Country Singer Ben Haggard, Son Of The Legendary Merle Haggard, Answers 5 Key Questions

Ben Haggard is making his own name in the music industry. Partnering with Fender, the son of Merle Haggard is paving his path through the country music world with his own incredible talent.

Reading Time: 4 minutes
View gallery

Ben Haggard has been playing a Fender guitar since he was 6 years old, and now, at 24, he is helping the guitar giant promote their new Paramount acoustic-guitar line while revealing some of his deepest memories with his father — country music icon Merle Haggard. From performing at the Grammys to touring alongside Merle and Willie Nelson when he was suppose to be in school, Ben is now building his own career and dipping into songwriting and singing since Merle’s passing in April 2016. “I’ve had to learn that craft in the last two years or so. I’ve really had some things you know, in life that they hit you hard and there’s no better way to feel about them than on paper,” Ben said about his songwriting process EXCLUSIVELY to Don’t get us wrong, though, Ben still covers his father’s greatest hits, like “Footlights,” which he beautifully performs on a Paramount acoustic in the Fender-produced, must-watch video above. Read some more of the fascinating interview below!

1. You father, Merle Haggard, got you your first guitar at 6 years old. What kind of guitar was it?

Ben Haggard: That was a Fender Telecaster Deluxe. It was like a 70’s model of some sort. I’ve found it in our closet that had all of our cars stowed away at the house at the time. I kind of came running out, he just got off the road and I said “Dad, can I have this guitar?” and kind of being a little six year old kid, didn’t know much about anything. It happened to be his longtime guitar player Roy Nichols’s guitar, who was very groundbreaking in the country music scene at the time in the 60’s and 70’s, as far as guitar, the Telecaster goes. He was kind of, at the forefront of things and it happened to be one of his old guitars and I didn’t really know it, and he said “Yeah, sure you can have it.” I later come to find out, you know, when I started playing about 13 or something like that, I really started to realize what it was, and whose it was.

2. Did you parents push you to play music and get into the industry or did you find it on your own?

Ben: I think I was drawn to it. They were never, never the type to put me through classes or anything like that. They just kind of let me develop an interest of my own, which was very early on. You know, they influenced the interest a lot, you know, they played a lot of music that they liked, and their interest became my interest and before long I was wanting to know how to create that music. I was taken out of school in 3rd grade to be home-schooled, and my parents didn’t really care for the school system at the time. I just had no interest in school, you know. I was totally drawn to music at the time. Going on the road, it was really hard for me to juggle trying to learn things musically and just trying to do my algebra at the same time. It just was not working.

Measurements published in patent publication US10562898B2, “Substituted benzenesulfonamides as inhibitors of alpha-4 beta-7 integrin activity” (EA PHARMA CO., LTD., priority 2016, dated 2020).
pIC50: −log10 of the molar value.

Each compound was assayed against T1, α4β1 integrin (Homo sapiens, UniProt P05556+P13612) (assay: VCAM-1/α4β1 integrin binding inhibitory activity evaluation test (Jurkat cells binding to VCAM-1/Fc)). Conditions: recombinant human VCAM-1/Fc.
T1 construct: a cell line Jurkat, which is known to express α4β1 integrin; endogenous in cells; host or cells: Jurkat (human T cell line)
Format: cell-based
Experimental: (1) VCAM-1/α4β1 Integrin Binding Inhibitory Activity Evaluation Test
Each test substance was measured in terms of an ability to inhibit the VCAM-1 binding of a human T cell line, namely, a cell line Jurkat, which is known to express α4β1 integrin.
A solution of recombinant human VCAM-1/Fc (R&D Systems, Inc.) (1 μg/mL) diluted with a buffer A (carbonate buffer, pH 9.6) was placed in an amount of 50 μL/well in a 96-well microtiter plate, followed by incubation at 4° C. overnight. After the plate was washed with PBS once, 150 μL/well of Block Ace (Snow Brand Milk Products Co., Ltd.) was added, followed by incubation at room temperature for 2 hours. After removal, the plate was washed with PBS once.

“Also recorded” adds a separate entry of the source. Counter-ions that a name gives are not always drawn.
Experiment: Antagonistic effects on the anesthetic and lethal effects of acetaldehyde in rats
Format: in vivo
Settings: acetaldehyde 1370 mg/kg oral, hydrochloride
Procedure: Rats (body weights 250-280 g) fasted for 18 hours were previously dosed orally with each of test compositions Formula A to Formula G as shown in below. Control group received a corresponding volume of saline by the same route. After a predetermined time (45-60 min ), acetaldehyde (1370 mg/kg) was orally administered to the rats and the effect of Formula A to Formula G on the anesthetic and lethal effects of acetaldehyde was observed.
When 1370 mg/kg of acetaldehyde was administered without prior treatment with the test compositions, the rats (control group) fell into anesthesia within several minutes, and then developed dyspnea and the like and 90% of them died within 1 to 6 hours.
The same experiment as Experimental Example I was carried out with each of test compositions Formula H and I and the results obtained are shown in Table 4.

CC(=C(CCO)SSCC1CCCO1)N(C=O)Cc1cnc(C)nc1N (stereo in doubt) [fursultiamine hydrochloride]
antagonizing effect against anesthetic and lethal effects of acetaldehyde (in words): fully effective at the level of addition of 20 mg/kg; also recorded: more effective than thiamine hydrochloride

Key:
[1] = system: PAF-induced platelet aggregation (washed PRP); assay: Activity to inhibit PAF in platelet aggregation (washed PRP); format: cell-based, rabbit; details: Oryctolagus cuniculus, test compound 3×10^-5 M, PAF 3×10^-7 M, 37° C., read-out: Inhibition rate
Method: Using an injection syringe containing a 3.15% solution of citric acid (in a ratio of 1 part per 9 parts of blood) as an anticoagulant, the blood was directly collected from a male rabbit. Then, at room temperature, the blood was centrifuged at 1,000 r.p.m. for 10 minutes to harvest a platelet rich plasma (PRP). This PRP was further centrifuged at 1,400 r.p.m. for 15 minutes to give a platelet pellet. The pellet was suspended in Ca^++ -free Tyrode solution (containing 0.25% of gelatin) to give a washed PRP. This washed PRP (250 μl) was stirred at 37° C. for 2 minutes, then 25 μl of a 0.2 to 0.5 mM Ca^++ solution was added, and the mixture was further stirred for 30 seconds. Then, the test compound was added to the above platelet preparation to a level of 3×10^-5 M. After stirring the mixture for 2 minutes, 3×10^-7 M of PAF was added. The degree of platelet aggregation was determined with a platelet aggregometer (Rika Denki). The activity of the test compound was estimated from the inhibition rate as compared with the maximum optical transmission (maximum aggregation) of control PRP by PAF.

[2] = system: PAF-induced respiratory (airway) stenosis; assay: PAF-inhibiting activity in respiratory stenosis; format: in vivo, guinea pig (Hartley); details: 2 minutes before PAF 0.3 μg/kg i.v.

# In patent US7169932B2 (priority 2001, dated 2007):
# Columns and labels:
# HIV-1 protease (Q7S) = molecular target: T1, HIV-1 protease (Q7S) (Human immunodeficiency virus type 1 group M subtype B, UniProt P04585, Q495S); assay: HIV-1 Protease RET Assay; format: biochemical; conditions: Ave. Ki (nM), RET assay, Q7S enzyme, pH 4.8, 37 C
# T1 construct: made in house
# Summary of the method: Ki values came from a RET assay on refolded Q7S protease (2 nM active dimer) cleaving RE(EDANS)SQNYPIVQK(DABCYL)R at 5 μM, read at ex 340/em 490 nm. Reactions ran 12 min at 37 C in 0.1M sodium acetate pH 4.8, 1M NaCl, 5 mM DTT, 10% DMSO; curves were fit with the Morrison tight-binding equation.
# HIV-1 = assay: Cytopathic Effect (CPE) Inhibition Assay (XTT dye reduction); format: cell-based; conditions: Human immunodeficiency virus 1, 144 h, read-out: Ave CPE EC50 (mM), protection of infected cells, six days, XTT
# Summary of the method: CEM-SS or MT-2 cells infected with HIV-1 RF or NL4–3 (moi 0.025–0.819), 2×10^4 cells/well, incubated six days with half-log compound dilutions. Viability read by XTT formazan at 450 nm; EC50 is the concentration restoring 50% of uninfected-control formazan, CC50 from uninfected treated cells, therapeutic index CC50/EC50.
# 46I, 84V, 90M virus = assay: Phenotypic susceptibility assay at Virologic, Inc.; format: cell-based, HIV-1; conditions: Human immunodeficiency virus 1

3. Was there anything in particular your dad would tell you or teach you that still stands out today?

Ben: He would just say, “Create your own thunder,” you know, “Be your own thing. Don’t worry about what people are going to think about what you can do, it’s going to be you. It’s going to be honest. Just try to be as honest as you can with whatever you’re trying to do.”

4. What is your great musical memory?

Ben: I had the opportunity and blessings to be able to play on the Grammys at a very young age, behind Kris Kristofferson, Willie Nelson, Blake Shelton and Merle Haggard, and that was, in my young life, probably a pinnacle moment. There haven’t been a lot of moments that top that. It’s been really neat to be over there in front of all those people and all the stars, looking them right straight in the eye and it’s like, “Wow, this is incredible.”

5. With your Fender collaboration, you played the new Paramount guitar line, while performing your father’s song “Footlights.” What does that song mean to you?

Ben: It has kind of taken on a new meaning for me since his passing. Before he passed away he said, “Hey, don’t slow down, don’t lose your chops. Keep on playing until you got your own thing going on, and then just kind of move along with it.” I had to kind of pick up on a different meaning from “Footlights.” It talks about a guy, having to go out there even if his heart is breaking, going up on stage and try to give those people a good show and give them their money’s worth, despite your heart’s breaking inside or you miss somebody, along those lines. The show must go on.

HollywoodLifers, are you excited to hear Ben Haggard’s own music? Let us know!